The original sentence was “It was a dark and stormy night; the rain fell in torrents, except at occasional intervals, when it was checked by a violent gust of wind which swept up the streets (for it is in London that our scene lies), rattling along the house-tops, and fiercely agitating the scanty flame of the lamps that struggled against the darkness.”

Phew. Now that sentence needs an editor.

But consider how long the basic image has lasted, with some help from Snoopy.

What are some of your favorite first sentences?


  1. says

    “I am living at the Villa Borghese. There is not a crumb of dirt anywhere, nor a chair out of place. We are all alone here and we are dead.” –Tropic of Cancer, Henry Miller

    I know it is more than one sentence but you must admit it is a great opening.

    Another favorite first line is from Albert Camus’ The Stranger, “Mother died today.”

  2. Daria says

    “Take my camel, dear,” said my aunt Dot, as she climbed down from this animal on her return from High Mass. (“The Towers of Trebizond” by Rose Macaulay, 1956)

  3. says

    “HE LAY flat on the brown, pine-needled floor of the forest, his chin on his folded arms, and high overhead the wind blew in the tops of the pine trees” (Ernest Hemingway).

    “Hopping a freight out of Los Angeles at high noon one day in late September 1955 I got on a gondola and lay down with my duffel bag under my head and my knees crossed and contemplated the clouds as we rolled north to Santa Barbara” (Jack Kerouac).

  4. says

    The opening sentence to Catcher in the Rye is awful, in my humble opinion. It’s long and wheezy, when it should be short and snappy. The book itself is one I never got my head around, I know it’s a “classic” but that doesn’t mean we all have to like it does it?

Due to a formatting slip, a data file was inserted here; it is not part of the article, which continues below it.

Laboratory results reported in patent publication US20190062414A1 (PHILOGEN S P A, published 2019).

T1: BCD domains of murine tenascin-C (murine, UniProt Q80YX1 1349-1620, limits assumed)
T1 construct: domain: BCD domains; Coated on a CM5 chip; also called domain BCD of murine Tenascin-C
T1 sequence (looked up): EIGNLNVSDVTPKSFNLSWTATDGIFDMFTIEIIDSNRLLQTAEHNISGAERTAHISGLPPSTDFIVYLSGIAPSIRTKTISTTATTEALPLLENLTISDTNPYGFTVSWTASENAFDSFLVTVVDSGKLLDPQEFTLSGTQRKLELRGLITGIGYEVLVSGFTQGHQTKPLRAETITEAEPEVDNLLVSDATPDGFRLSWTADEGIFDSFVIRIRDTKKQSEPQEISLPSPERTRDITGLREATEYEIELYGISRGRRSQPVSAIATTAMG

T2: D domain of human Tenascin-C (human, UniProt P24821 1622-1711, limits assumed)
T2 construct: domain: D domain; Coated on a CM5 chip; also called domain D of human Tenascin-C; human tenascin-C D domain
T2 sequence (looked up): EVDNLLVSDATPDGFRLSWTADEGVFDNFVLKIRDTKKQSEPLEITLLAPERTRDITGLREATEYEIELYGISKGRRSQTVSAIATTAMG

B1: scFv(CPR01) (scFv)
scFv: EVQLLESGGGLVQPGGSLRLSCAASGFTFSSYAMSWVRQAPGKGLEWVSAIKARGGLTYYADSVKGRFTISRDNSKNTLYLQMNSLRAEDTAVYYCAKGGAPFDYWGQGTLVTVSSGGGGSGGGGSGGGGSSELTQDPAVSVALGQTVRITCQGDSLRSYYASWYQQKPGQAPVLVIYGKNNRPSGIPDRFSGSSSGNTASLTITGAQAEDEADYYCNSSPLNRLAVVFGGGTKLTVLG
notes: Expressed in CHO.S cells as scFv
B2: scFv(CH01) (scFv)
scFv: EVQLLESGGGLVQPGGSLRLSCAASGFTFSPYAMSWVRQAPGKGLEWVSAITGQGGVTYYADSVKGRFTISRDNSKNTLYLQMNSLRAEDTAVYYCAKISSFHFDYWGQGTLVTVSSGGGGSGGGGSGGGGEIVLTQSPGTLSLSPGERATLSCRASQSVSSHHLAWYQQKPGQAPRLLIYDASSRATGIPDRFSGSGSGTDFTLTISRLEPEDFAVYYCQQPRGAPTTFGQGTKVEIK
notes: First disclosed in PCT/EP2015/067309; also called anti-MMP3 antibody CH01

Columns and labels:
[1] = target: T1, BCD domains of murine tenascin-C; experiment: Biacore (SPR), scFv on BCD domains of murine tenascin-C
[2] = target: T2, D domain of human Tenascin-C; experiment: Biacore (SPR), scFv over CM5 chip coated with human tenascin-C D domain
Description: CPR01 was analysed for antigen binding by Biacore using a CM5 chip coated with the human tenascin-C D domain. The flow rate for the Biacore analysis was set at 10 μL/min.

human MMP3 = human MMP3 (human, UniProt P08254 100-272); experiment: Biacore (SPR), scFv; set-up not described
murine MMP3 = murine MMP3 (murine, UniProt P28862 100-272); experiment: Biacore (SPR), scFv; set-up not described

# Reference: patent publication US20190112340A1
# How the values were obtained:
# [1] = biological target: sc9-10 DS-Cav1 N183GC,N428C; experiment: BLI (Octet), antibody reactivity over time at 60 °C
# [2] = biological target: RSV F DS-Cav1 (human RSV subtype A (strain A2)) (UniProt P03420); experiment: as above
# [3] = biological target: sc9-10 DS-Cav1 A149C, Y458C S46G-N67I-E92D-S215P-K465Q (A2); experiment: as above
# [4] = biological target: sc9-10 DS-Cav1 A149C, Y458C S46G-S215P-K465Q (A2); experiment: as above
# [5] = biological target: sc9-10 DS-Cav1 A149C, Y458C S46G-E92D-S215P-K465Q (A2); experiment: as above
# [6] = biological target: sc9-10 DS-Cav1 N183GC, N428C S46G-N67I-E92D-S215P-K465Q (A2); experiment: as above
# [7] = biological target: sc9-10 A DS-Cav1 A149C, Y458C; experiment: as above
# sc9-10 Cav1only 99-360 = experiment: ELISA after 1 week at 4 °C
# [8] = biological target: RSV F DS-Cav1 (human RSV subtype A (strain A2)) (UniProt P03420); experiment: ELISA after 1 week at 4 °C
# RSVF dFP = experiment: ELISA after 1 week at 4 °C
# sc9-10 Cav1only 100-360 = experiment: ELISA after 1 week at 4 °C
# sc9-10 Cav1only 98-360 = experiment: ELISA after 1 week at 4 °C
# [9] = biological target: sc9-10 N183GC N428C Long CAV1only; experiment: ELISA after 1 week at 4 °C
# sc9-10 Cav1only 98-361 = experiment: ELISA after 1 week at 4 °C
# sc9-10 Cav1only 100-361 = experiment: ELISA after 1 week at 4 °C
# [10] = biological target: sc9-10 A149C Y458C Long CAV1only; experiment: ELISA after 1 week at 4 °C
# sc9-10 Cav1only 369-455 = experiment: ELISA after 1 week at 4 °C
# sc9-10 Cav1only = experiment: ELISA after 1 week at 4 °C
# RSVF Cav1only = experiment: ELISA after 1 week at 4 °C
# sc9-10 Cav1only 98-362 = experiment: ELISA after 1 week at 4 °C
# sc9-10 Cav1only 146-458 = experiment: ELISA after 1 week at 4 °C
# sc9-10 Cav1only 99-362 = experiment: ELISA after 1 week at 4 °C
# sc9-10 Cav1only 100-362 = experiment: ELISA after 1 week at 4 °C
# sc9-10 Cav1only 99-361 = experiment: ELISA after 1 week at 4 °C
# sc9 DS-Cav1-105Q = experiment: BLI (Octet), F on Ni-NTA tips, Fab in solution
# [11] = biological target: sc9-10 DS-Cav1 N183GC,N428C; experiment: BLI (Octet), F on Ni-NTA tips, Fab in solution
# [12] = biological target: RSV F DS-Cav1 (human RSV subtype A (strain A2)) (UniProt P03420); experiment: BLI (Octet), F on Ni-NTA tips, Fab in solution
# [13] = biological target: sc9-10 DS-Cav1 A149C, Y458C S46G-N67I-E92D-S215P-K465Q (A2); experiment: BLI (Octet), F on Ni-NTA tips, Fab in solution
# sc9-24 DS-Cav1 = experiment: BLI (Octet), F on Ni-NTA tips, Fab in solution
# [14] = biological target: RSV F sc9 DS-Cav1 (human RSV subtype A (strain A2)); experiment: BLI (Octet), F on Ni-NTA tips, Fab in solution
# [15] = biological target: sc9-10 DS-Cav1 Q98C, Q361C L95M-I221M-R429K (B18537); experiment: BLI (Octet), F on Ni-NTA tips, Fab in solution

(I really liked Daisy Sohne’s comment. She mentioned the opening line from one of the best selling fictions ever written. You can’t argue with that.)

  5. Anonymous says

    James Agee’s brilliant A Death In The Family opened: ““We are talking now of summer evenings in Knoxville, Tennessee, in the time that I lived there so successfully disguised to myself as a child.”

    It’s more difficult, and thus more instructive, to udentify the great closing lines; the second bookend and reward for patient and persistent readers.

    Thanks for your blog!

  6. Stephanie Cox says

    I’m working on an essay now, and the first line of the novel I’m analysing is: ‘Later, as he sat on his balcony, eating the dog…’

    now tell me that isn’t effective.

  7. says

    Here are a few of my favorites:
    “It was a bright cold day in April, and the clocks were striking thirteen.” (Orwell,1984)
    “Robert Cohn was once middleweight boxing champion of Princeton” (The Sun Also Rises, Hemingway
    “Years later, as he faced the firing squad, Colonel Aureliano Buendia would remember that distant afternoon when he father took him to discover ice.” (One Hundred Years of Solitude,” Marquez
    “I have noticed that when someone asks for you on the telephone, and, findoing you out, leaves a message begging you to call him up the moment you come in, as it’s important,the matter is more often important to him than to you.” (Cakes and Ale, Maugham. Here the second sentence pack the dry punchline:”When it comes to making you a present or doing you a favor most people are able to hold their impatience within reasonable bounds.”
    “They threw me off the hay truck about noon.” (The Postman Always Rings Twice, Cain)
    “All Children, except one, grow up.” (Peter Pan, Barrie)

  8. Shane Durgee says

    I’m partial to the opening of the most recent Pulitzer winner, The Brief Wonderous Life of Oscar Wao.

    “They say it came first from Africa, carried in the screams of the enslaved; that it was the death bane of the Tainos, uttered just as one world perished and another began; that it was a demon drawn into Creation through the nightmare door that was cracked open in the Antilles.”

  9. says

    Don’t be afraid. My telling can’t hurt you in spite of what I have done and I promise to lie quietly in the dark — weeping perhaps or occasionally seeing the blood once more — but I will never again unfold my limbs to rise up and bare teeth.

    Toni Morrison’s A Mercy